Crestwood Hills is an architecturally controlled neighborhood located in the hills of Brentwood. One of the last few fully-realized, postwar cooperative housing projects in the country, it has thrived for nearly 75 years—and remains a vital community working to preserve its architectural legacy and cooperative ideals.
Crestwood Hills is located on the ridges to the north and east of Kenter Canyon in the Santa Monica Mountains. It is best known for its mid-century modern architecture, and contains several homes designated as architectural landmarks by the State of California. The homes were designed by A. Quincy Jones, and are featured in numerous magazines, articles, and books about mid-century modern housing. The community includes a park, pre-school, and homeowners' association.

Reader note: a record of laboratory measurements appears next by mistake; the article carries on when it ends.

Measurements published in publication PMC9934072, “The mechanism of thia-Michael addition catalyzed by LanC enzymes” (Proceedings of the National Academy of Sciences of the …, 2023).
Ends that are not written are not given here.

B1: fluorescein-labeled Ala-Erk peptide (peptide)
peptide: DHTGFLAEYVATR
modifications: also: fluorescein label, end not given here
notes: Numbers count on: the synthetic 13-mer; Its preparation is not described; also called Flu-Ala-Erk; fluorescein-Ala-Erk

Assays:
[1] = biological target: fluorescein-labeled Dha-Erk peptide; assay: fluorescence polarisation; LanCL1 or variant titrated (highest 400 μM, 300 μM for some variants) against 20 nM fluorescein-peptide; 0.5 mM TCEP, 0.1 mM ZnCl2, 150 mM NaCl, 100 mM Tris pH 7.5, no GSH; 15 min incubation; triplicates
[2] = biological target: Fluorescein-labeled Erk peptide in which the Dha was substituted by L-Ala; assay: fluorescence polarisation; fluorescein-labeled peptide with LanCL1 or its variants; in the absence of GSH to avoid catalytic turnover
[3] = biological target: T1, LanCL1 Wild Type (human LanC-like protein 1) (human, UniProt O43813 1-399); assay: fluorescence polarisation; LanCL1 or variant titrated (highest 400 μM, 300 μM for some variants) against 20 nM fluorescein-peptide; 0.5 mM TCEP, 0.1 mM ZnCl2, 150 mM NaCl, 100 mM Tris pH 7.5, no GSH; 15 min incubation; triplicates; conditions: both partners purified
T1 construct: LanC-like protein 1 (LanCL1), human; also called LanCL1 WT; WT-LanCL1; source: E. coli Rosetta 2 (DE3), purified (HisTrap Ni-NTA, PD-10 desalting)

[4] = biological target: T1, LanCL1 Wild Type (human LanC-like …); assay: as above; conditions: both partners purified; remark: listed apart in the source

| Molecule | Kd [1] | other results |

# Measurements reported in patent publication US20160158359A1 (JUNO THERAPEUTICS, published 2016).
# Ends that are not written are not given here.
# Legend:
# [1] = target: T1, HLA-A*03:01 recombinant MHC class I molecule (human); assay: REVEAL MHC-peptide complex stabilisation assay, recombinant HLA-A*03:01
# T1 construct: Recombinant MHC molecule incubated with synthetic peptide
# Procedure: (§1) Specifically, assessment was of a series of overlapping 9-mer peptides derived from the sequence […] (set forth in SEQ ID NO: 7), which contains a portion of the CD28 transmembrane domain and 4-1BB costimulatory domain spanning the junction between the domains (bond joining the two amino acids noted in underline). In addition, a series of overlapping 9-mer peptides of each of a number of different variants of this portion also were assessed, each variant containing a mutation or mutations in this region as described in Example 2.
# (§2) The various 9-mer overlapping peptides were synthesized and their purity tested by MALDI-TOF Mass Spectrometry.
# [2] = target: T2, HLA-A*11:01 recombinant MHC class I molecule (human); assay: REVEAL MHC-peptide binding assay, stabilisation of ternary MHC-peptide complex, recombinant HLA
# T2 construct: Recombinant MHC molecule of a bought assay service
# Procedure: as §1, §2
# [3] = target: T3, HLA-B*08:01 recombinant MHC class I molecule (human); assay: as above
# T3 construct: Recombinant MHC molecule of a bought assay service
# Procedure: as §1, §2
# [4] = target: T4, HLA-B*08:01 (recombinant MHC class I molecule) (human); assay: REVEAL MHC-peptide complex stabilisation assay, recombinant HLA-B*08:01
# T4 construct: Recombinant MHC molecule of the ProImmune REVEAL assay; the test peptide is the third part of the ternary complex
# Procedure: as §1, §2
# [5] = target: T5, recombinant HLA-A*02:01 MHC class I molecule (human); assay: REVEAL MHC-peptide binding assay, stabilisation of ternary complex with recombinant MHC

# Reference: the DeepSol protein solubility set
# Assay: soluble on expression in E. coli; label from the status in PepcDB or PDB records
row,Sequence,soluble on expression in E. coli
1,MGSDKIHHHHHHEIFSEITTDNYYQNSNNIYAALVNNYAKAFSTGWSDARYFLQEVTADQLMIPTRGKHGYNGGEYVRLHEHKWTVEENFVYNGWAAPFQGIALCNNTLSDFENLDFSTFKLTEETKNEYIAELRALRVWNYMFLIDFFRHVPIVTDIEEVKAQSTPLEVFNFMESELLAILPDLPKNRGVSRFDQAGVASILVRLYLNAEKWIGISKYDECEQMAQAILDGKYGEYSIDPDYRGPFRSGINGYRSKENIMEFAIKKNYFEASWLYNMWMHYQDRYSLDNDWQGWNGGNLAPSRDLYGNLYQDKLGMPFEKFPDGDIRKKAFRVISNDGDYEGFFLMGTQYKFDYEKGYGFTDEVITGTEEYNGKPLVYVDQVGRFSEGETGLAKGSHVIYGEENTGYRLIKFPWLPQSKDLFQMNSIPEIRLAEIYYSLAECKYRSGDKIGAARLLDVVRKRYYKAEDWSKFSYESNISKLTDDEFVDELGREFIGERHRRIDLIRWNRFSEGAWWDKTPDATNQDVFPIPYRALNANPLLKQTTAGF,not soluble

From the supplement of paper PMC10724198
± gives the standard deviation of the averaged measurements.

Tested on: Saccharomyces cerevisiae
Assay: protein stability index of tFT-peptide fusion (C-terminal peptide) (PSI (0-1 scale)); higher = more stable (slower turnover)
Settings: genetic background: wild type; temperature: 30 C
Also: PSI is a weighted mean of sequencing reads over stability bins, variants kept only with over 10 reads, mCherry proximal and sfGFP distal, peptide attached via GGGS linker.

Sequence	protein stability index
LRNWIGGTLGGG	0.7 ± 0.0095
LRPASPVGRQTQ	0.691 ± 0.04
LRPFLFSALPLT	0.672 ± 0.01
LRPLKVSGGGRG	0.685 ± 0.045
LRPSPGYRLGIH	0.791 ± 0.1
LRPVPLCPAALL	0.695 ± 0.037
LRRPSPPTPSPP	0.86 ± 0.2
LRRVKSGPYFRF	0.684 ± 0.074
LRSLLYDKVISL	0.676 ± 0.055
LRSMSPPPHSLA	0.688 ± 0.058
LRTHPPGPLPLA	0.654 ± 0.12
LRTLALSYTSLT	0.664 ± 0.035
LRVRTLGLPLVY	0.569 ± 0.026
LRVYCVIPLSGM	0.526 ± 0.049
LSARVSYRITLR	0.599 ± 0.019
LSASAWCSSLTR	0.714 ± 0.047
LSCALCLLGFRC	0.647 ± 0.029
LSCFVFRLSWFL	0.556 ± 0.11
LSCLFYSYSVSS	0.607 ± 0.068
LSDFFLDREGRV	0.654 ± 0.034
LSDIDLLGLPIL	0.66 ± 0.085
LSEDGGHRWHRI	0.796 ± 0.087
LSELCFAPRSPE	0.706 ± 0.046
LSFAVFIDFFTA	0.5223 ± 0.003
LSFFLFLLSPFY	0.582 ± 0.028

Crestwood Hills began as a utopian experiment in the late 1940s by a few musicians, and eventually turned into a cooperative association that included 400 members. The project was initially called the Mutual Housing Tract, before changing to Crestwood Hills. It was intended as a multi-ethnic project, but pressure on the landowner from existing Brentwood residents—this was still the era of racially (primarily African-Americans) and religiously (primarily Catholics; the development was nearly one-half Jewish) restrictive housing covenants—eventually led to some members of the original group to being dropped as a condition of finalizing the sale.
The 1961 Brentwood-Bel-Air fire led to the destruction of 49 homes. Brenda Rees of the Los Angeles Times said "decades of construction and reconstruction erased much of the original modern design." By 2000 Crestwood Hills was a wealthy neighborhood.